January 12, 2014
Supreme Court Agrees To Hear TV Networks’ Case Against Streaming Service Aereo
redOrbit Staff & Wire Reports - Your Universe Online
The US Supreme Court has agreed to hear arguments in a case bidding traditional television broadcast networks against a Web-based start-up promising to provide live programming over the Internet, CNN Money and other media outlets reported on Friday.Television networks including ABC, CBS, Fox and NBC argue that streaming video firm Aereo, which launched in 2012, violates their copyrights by using thousands of miniature antennas in order to allow users to access broadcast signals without paying service fees, Bloomberg reporter Greg Stohr explained.
“Aereo argues that this method works like the perfectly legal antennas and DVRs that anyone can buy off the shelf,” CNN’s Julianne Pepitone and Brian Stelter said. “But broadcasters say that this is an unfair dodge, and they have filed a series of lawsuits to stop Aereo in its tracks. They argue Aereo should have to pay them to retransmit their programming, just like cable and satellite providers do.”
The networks first petitioned the Supreme Court to hear the case in October. Two months later, Aereo said that it would not fight those attempts, noting that the company wanted the case to be resolved “on the merits.” In October, the US District Court in the District of Massachusetts denied a request by Hearst Television to shut down the service.
In that decision, as in most previous lower court rulings, US District Judge Nathaniel Gorton in Boston said that Aereo did not violate intellectual property rights by capturing signals and sending them to customers without retransmission permission. Gorton added that Hearst failed to demonstrate that Aereo’s operations caused the “requisite irreparable harm” required to issue an injunction against the New York City-based technology firm.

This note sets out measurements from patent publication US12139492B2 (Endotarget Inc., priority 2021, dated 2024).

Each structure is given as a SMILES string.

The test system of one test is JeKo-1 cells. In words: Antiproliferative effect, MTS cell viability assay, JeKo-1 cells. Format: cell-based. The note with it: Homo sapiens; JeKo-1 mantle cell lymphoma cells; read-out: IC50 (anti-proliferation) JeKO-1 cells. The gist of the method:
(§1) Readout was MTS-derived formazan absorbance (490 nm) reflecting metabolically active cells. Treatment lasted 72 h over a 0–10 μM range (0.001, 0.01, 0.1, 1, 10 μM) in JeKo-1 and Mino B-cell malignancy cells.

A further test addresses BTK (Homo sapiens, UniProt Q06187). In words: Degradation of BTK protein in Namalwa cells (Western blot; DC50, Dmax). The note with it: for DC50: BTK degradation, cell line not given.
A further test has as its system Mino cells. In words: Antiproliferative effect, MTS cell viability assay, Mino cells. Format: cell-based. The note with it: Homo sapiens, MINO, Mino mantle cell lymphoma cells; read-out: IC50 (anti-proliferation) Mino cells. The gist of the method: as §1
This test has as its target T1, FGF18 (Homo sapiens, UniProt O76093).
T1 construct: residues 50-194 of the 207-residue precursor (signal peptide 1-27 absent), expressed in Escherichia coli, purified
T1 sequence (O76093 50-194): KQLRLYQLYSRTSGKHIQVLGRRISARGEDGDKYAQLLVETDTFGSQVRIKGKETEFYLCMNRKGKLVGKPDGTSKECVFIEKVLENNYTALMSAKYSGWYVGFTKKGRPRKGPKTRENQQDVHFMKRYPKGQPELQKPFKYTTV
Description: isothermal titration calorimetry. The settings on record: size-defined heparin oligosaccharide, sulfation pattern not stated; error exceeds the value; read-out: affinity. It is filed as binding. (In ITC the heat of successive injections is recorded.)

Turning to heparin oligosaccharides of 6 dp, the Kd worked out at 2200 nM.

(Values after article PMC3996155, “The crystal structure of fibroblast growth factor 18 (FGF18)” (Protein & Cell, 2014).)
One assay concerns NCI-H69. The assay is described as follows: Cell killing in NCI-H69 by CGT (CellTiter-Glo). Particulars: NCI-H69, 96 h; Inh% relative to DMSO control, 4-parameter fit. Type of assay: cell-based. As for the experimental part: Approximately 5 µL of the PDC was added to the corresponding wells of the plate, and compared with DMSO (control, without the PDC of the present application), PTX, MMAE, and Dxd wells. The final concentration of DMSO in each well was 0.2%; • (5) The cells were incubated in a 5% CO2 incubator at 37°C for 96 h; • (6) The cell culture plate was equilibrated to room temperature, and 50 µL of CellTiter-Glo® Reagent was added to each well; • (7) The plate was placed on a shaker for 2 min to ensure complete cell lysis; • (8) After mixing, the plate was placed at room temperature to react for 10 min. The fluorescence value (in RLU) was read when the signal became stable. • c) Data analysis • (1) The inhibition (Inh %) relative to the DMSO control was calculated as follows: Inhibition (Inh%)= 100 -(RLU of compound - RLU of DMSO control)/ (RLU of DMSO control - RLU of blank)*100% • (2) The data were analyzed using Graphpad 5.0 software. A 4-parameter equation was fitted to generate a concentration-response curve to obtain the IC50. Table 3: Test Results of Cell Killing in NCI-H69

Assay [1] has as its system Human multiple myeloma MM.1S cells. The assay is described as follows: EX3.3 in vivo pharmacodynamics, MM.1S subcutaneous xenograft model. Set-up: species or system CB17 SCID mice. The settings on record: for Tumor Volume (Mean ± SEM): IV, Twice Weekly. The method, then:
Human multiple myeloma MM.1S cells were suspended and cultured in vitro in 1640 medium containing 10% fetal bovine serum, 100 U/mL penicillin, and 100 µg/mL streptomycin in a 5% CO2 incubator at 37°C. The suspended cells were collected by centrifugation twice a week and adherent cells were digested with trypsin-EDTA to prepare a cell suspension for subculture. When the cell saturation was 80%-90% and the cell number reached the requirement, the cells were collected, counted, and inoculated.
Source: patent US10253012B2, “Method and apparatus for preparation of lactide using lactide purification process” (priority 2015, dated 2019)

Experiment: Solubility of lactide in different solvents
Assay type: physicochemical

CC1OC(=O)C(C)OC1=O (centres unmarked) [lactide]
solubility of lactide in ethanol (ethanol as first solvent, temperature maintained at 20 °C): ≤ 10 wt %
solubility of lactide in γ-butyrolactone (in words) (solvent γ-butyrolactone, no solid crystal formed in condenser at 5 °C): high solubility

“Broadcasters say a federal appeals court ruling favoring Aereo created a blueprint that might let cable and satellite providers avoid paying ‘retransmission’ fees to carry programming,” Stohr said. “With those fees estimated to exceed $4 billion this year, some broadcast companies say they may convert to cable channels if Aereo isn’t shut down.”
“This has never been about stifling new video distribution technologies, but has always been about stopping a copyright violator who redistributes television programming without permission or compensation,” Fox, the Tribune Company, Univision Communications Inc., the Public Broadcasting Service (PBS) and WNET-TV in New York added in a statement emailed to Bloomberg.
Aereo is currently available in 10 cities, including New York and Baltimore, and according to its website, it is looking to expand into Washington in the near future. Robert Barnes of the Washington Post reports that memberships begin at $8 per month – a far cry from the $100 or more that many Americans cable providers charge their customers for their packages.
Barnes said that Aereo founder and chief executive Chet Kanojia has called the company’s technology “functionally equivalent to a home antenna and DVR.” Likewise, the firm said that it had “every confidence that the court will validate and preserve a consumer’s right to access local over-the-air television with an individual antenna, make a personal recording with a DVR, and watch that recording on a device of their choice.”
The Supreme Court’s decision in this case, American Broadcasting Companies v. Aereo Inc., No. 13-461, “could have broad implications for the way content is distributed in the future,” said New York Times reporter Adam Liptak. The case was one of eight accepted by the Supreme Court on Friday, and will most likely be argued in April, Barnes added.